[Numpy-discussion] Numpy and PEP 343
Tim Hochberg
tim.hochberg at cox.net
Tue Feb 28 15:15:02 CST 2006
David M. Cooke wrote:
>Tim Hochberg <tim.hochberg at cox.net> writes:
>
>
>
>><pie-in-the-sky>
>>
>>An idea that has popped up from time to time is delaying evalution of
>>a complicated expressions so that the result can be computed more
>>efficiently. For instance, the matrix expression:
>>
>>a = b*c + d*e
>>
>>results in the creation of two, potentially large, temporary matrices
>>and also does a couple of extra loops at the C level than the
>>equivalent expression implemented in C would.
>>
>>The general idea has been to construct some sort of psuedo-object,
>>when the numerical operations are indicated, then do the actual
>>numerical operations at some later time. This would be very
>>problematic if implemented for all arrays since it would quickly
>>become impossible to figure out what was going on, particularly with
>>view semantics. However, it could result in large performance
>>improvements without becoming incomprehensible if implemented in small
>>enough chunks.
>>
>>A "straightforward" approach would look something like:
>>
>> numpy.begin_defer() # Now all numpy operations (in this thread)
>> are deferred
>> a = b*c + d*e # 'a' is a special object that holds pointers to
>> # 'b', 'c', 'd' and 'e' and knows what ops to
>> perform.
>> numpy.end_defer() # 'a' performs the operations and now looks like
>> an array
>>
>>Since 'a' knows the whole series of operations in advance it can
>>perform them more efficiently than would be possible using the basic
>>numpy machinery. Ideally, the space for 'a' could be allocated up
>>front, and all of the operations could be done in a single loop. In
>>practice the optimization might be somewhat less ambitious, depending
>>on how much energy people put into this. However, this approach has
>>some problems. One is the syntax, which clunky and a bit unsafe (a
>>missing end_defer in a function could cause stuff to break very far
>>away). The other is that I suspect that this sort of deferred
>>evaluation makes multiple views of an array even more likely to bite
>>the unwary.
>>
>>
>
>This is a good idea; probably a bit difficult.
>
It's not original. I think this idea comes around periodically, but dies
from a combination of it being nontrivial and the resulting syntax being
too heavyweight.
>I don't like the global
>defer context though. That could get messy, especially if you start
>calling functions.
>
>
I'm not crazy about it either. You could localize it with an appropriate
(ab)use of sys._getframe, but that's another potential can of worms.
Something like:
class deferral:
frames = set()
def __enter__(self):
self.frame = sys._getframe(1)
self.frames.add(self.frame)
def __exit__(self, *args):
self.frames.discard(self.frame)
self.frame = None
def should_defer():
return (sys._getframe(1) in deferral.frames)
Then:
with deferral():
#stuff
Should be localized to just 'stuff', even if it calls other
functions[1]. The details might be sticky though....
>>The syntax issue can be cleanly addressed now that PEP 343 (the 'with'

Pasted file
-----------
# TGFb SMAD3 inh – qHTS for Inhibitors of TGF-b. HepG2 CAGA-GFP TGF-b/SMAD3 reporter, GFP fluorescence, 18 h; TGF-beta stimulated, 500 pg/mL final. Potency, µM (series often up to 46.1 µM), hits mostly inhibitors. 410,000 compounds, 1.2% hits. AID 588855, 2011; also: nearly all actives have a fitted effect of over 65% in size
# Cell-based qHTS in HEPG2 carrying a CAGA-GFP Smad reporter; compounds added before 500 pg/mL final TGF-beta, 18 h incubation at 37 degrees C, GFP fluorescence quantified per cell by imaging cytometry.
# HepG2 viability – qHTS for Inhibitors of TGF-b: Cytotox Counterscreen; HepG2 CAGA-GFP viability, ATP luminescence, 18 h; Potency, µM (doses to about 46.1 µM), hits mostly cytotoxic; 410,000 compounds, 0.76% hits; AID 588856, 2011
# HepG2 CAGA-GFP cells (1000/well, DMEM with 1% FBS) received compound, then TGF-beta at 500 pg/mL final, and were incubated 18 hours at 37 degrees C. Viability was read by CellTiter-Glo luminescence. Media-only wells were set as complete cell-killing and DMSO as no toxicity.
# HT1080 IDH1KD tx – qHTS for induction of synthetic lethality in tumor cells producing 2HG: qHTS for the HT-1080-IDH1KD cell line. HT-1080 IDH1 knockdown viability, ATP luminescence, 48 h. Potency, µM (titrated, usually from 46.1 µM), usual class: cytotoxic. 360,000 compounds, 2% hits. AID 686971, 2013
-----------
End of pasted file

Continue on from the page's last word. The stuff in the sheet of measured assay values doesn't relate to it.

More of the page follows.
>>statement) is going into Python 2.5. Thus the above would look like:
>>
>>with numpy.deferral():
>> a = b*c + d*e
>>
>>Just removing the extra allocation of temporary variables can result
>>in 30% speedup for this case[1], so the payoff would likely be large.
>>On the down side, it could be quite a can of worms, and would likely
>>require a lot of work to implement.
>>
>>
>
>Alternatively, make some sort of expression type:
>
>ex = VirtualExpression()
>
>ex.a = ex.b * ex.c + ex.d * ex.e
>
>then,
>
>compute = ex.compile(a=(shape_of_a, dtype_of_a), etc.....)
>
>This could return a function that would look like
>
>def compute(b, c, d, e):
> a = empty(shape_of_a, dtype=dtype_of_a)
> multiply(b, c, a)
> # ok, I'm making this one up :-)
> fused_multiply_add(d, e, a)
> return a
>
>a = compute(b, c, d, e)
>
>
The syntax seems too heavy too me. It would be signifigantly lighter if
the explicit compile step is optional, allowing:
ex = VirtualExpression()
ex.a = ex.b * ex.c + ex.d * ex.e
a = ex(b=b, c=c, d=d, e=e)
'ex' could then figure out all of the sizes and types itself, create the function, compute the result. The created function would be cached and whenever the input parameters matched it would just be reused, so there shouldn't be too much more overhead than with compiled version you suggest. The syntax is still heavy relative to the 'with' version though.
>Or, it could use some sort of numeric-specific bytecode that can be
>interpreted quickly in C. With some sort of optimizing compiler for
>that bytecode it could be really fun (it could use BLAS when
>appropriate, for instance!).
>
>or ... use weave :-)
>
>
I'll have to look at weave again. Last time I looked at it (quite a
while ago) it didn't work for me. I can't recall if it was a licensing
issue or it didn't work with my compiler or what, but I decided I
couldn't use it.
-tim
[1] Here's an example that fakes with and tests deferral:
import sys
class deferral:
frames = set()
def __enter__(self):
self.frame = sys._getframe(1)
self.frames.add(self.frame)
def __exit__(self, *args):
self.frames.discard(self.frame)
self.frame = None
def should_defer():
return (sys._getframe(1) in deferral.frames)
def f(n):
if not n:
return
if n % 4:
print "should_defer() =", should_defer(), "for n =", n
f(n-1)
else:
# This is a rough translation of:
# with deferral():
# print "should_defer() =", should_defer(), "in f"
# g(n-1)
d = deferral()
d.__enter__()
try:
print "should_defer() =", should_defer(), "for n =", n
f(n-1)
finally:
d.__exit__(None, None, None)
f(10)
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